“Volunteers” versus “Ministry partners”

Topic / Volunteers

Volunteers versus Ministry PartnersBill Allison of Cadre Ministries really does an awesome job with all the materials he generates for training and equipping volunteers for ministry. I learn a lot from him and the materials he gives away on his site and really respect his wisdom. (Now if I could only recruit him to work for my youth group…)

In a recent email discussion between us, he pointed me to one of his previous e-newsletters titled, “I don’t like volunteers.” His premise is that the term “volunteers” connotes “second best” or “not really that important” in comparison with paid staff. The example he uses is the difference between a used car and a pre-owned car. Both mean the same thing, but the connotations are different. So, Bill suggests using the term “ministry partners” instead of “volunteers,” stemming from the biblical principle that all believers are called to be full-time ministers, just that most just don’t actually get paid for it.

But I guess the term “volunteers” doesn’t really have any negative connotations in my mind, whereas “partners” makes me think of a business agreement. In that respect, my perspective is almost the opposite of Bill’s, but I’m not too confident in my opinion while I have tremendous respect for Bill’s opinion. What do the rest of you think? Read Bill’s brief article and then check out this pastor’s response to Bill’s recommendation. Post your opinion in the comments here. The difficulty is that it’s important to have balanced input from both “ministry partners” and paid staff, but I think most of my readers are paid staff. Sparking the discussion is better than nothing, though.

Also, take a second to place your vote in this poll:


Posted on September 12, 2007

  • Allison is a loser… and you should have much more respect for you opinion. Besides, maybe he’s just trying to get us to look beyond terminology–and think through our own hearts to see if we are REALLY communicating to our volunteers how much we value them–AND that they reallly are youth ministers–who happen to not get paid for their ministry to youth.

    Thanks for having the guts to float this out to those who read your blog Tim… I hope the discussion on this blog is as rich as it is on the other posts!

    Just trying to break the ice on this discussion… create just a little tension and maybe have a little fun too.

  • Tim

    Yeah, my heart is the same as your’s, Bill: I want volunteers to feel valued and appreciated, knowing that their work is just as important, often even more important, than my work. If changing the terminology will help that, then I wanna do it ASAP. I plan to ask a couple of my volunteers what they feel, too.

  • Joy

    I have 2 types of people who help with the youth ministry but aren’t paid. I have the ones who sign up to help with a specific event. I usually call them “chaperones” or “drivers” or “adults” or “volunteers” or whatever seems appropriate at the time. Then i have my husband and one other guy who help out every week and come to all the events. On the paperwork i call them assistant youth leaders, but usually i just call them youth leaders.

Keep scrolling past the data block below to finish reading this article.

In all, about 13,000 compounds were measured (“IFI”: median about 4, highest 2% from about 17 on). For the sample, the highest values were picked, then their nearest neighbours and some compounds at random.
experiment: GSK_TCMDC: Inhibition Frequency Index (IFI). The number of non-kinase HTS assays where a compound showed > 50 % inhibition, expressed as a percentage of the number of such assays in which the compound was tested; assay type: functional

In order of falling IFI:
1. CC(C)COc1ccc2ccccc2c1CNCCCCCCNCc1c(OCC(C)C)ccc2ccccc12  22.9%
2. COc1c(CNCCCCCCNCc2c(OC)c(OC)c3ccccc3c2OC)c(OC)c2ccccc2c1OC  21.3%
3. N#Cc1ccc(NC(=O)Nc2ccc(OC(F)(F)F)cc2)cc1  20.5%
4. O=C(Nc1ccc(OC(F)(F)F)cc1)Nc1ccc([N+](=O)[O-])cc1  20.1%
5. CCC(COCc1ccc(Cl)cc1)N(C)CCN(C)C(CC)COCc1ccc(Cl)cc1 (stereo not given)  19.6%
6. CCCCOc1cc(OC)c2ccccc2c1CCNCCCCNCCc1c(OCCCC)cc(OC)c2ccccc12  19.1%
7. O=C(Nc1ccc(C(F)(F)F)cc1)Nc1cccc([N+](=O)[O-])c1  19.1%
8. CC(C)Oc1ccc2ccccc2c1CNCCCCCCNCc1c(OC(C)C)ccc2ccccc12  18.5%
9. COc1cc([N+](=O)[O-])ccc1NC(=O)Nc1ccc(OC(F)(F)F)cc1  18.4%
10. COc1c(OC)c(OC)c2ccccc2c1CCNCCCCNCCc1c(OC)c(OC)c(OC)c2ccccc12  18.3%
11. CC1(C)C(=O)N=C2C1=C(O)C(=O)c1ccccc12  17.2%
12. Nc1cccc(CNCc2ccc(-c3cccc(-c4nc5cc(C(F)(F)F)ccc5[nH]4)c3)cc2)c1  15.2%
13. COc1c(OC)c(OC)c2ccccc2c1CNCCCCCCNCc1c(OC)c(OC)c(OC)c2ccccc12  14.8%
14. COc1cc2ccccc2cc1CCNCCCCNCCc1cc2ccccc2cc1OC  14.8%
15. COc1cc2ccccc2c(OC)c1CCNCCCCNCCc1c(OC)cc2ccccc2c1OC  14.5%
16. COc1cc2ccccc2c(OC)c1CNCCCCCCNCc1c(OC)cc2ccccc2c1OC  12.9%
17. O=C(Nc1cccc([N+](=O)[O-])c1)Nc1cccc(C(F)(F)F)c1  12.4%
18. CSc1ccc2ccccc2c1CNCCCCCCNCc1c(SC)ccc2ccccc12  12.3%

• Paul

    As a non-paid church worker I can tell you that I am not particularly concerned about the names part of this discussion. My concern is that everyone involved in doing the Lord’s work in the local church feels, and is, appreciated. Both those on the payroll and those who are not. In that respect I think this is a very timely discussion.

  • We call ours staff. All of our leaders are considered staff and can always voice their opinion or make their input known.

  • I also have been going through this name dynamic as well…in the past…I also like Chris called the “volunteers” in our youth ministry one of two things…staff or leaders…never volunteers.

    In beginning a church I have been thinking about this in terms of members vs. partners.

    I feel partners is a term that is more inclusive to ownership. It is more of people joining the cause or purpose and making it their own.

    My vote in the volunteer vs partner goes down to partner…but I would probably call them staff.

  • Gary

    I prefer to use the concept of Ministry Teams. This has the built in emphasis on ministry or service and the emphasis on everyone is part of the same team. We’ve also used the description Ministry Team Leader without any negative feedback from our Ministry Teams.

  • Becca

    I am not a paid youth worker, I volunteer my time as many do. I do feel that when the term volunteers is used it is not only the volunteer who sees their role as minimal, but also there are times when paid staff tend to minimize the role of the volunteer.

    Having been involved with the church on almost every level, I have witnessed this more often than not. Many times a paid staff member will work with the perception that they are involved in an individual ministry without a team to assist them. It does seem that titles have a large role in how people define the responsibilities of other people as well as how they define their own responsibilities.

  • G'ma B

    Volunteers are different people, but when challenged and appointed by God.. they can't be beat. I've been a hospital volunteer since 1965.. and our volunteers are indispensable.. with great compensation. (not money!) Of course, that is second to my volunteering for the church for more years than that.. When God is providing , it is so great to be able to volunteer !!
    I've NEVER seen my volunteering as minimal.
    GG'ma B

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